Photo by Casey Gomez

On Thursday, April 5, hundreds of visitors and members of the Tech community gathered in Harrison Square for the dedication of a statue commemorating the life and accomplishments of Rosa Parks titled “Continuing the Conversation.”

The statue depicts two representations of Parks sitting: one at age 42, and one at age 92. In between the figures is an empty chair, meant for viewers of the memorial to sit, feel the presence of Parks and continue the dialogue surrounding the civil rights movement. The sculpture is the first on campus that depicts a woman.

Harrison Square was chosen as the home for “Continuing the Conversation” because the area is named for former Tech President Edwin Harrison, who held office during the civil rights movement in the 1960s. Under his leadership, Tech began accepting black students in 1961, making the Institute the first in the South to desegregate without a court order.

The ceremony had several special guests, including sculptor, Martin Dawe; the donors of the statue, Rodney and Michelle Atkins; members of President Harrison’s family; and a number of relatives of Parks. A relative of Reverend Dr. Martin Luther King, Jr., attended as well.

Leah Miller, president of the African American Student Union, third-year BA, kicked off
the ceremony.

“Like most of my peers, I am two generations removed from these change-makers of the civil rights movement,” Miller said. “Today, we will hear the context for and celebrate a new piece of art that has been added to the heart of the Georgia Tech community.”

After some words from Archie Ervin, vice president for institute diversity, and Provost Rafael Bras, Urana McCauley, the great niece of Parks, shared some stories
and thoughts.

“My aunt ended up spending her whole life working as an activist, not knowing that the actions that she did while she was young were going to prepare her for that tremendous act of defiance and courage on December 1, 1955,” McCauley said. “My hope is that this sculpture will inspire and create conversations that turn into action, and people will want to get involved.”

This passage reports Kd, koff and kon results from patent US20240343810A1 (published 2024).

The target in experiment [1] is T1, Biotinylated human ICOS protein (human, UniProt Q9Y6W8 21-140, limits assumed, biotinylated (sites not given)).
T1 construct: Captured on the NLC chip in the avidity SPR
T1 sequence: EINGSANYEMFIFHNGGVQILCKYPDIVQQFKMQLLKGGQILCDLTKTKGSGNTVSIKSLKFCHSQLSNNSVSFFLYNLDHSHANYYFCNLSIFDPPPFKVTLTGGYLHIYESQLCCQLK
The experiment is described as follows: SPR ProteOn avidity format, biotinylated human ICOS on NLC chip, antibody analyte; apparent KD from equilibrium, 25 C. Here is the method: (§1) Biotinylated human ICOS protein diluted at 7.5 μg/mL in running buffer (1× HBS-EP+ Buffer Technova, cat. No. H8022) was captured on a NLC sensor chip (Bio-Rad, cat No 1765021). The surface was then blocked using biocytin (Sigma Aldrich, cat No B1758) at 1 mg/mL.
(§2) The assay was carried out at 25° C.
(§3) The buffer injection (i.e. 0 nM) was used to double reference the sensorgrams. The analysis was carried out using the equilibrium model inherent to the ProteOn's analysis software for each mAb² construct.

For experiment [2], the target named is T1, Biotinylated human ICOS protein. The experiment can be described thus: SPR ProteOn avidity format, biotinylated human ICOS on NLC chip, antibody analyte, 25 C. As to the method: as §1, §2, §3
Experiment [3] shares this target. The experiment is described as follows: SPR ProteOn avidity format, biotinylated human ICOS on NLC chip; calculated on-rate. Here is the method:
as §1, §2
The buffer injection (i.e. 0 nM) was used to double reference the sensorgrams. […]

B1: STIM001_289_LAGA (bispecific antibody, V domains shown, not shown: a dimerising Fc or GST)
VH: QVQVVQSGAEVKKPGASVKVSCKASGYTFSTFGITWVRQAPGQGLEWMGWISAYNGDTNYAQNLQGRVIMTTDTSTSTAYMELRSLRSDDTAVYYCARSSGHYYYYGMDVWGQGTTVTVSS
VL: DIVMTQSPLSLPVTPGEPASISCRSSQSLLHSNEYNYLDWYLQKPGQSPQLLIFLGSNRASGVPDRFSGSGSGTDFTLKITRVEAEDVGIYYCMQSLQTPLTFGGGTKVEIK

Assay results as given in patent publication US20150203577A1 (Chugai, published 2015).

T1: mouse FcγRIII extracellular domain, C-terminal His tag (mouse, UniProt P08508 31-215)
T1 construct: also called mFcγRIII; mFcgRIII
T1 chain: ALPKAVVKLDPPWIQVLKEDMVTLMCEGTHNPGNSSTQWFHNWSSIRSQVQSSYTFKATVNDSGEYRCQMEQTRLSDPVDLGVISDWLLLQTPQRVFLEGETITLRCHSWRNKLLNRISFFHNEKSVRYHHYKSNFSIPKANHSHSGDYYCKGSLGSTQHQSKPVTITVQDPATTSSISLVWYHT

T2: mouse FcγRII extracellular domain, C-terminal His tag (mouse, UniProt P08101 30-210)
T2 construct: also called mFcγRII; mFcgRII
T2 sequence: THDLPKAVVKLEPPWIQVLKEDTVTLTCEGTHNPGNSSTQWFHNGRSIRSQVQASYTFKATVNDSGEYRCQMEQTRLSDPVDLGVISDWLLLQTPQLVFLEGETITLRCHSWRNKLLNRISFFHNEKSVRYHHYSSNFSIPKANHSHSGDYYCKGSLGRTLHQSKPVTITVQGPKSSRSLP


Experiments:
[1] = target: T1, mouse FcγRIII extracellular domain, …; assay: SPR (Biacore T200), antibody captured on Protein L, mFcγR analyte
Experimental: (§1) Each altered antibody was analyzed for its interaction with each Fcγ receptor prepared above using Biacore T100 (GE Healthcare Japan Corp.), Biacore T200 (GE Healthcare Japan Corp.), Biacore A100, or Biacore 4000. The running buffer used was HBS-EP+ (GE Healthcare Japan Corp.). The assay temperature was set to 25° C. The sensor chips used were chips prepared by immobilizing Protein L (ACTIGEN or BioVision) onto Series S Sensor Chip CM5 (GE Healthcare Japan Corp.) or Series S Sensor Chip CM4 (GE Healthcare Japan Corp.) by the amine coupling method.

Dawe took the stage to give some insight into the process behind the sculpture and the role that technology has played.

“As a sculptor, technology has become a major part of my practice,” Dawe said. “The granite which you will see in the sculpture was carved in Elberton, Georgia, and was carved by a machine that was run by a computer.”

He said that he watched many videos of Parks and studied many photos to better understand the woman.

“I fell in the love with the way she spoke, and that strong, subdued character to her voice,” said Dawe. “For me, this sculpture is not just a monument to Rosa Parks. It’s an interactive sculpture installation. In the same way that she was the spark that ignited the Montgomery Bus Boycott, she is the vehicle for transformation in this piece. I hope that viewers will sit quietly, which won’t happen today, and they will be moved by the experience as they think about the issue of fairness, whether it’s social, economic or political.”

As Dawe finished speaking, he was moved to tears, as were others in the crowd at times during the ceremony.

After a few further comments, the statues were unveiled and Parks relatives took turns sitting between the two depictions of the woman sometimes referred to as “The Mother of the Civil Rights Movement.”